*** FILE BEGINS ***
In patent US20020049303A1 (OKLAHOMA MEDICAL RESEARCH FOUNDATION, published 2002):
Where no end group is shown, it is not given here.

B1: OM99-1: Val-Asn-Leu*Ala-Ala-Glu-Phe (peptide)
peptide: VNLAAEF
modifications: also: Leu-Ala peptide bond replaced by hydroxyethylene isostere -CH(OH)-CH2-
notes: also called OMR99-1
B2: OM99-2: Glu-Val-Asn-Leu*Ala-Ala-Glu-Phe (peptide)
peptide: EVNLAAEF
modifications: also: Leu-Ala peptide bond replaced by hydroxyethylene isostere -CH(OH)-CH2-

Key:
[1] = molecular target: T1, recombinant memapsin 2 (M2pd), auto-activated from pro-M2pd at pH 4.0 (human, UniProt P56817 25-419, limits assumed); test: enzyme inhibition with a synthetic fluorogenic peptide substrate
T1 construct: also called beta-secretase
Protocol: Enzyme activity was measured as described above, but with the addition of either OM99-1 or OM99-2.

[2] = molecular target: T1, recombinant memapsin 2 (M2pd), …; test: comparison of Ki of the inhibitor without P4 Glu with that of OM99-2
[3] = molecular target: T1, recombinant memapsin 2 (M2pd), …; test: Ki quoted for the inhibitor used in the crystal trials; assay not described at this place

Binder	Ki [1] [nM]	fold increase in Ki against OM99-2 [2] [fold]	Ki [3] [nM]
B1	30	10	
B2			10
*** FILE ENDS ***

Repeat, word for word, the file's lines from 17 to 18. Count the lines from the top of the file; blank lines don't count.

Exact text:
B1	30	10	
B2			10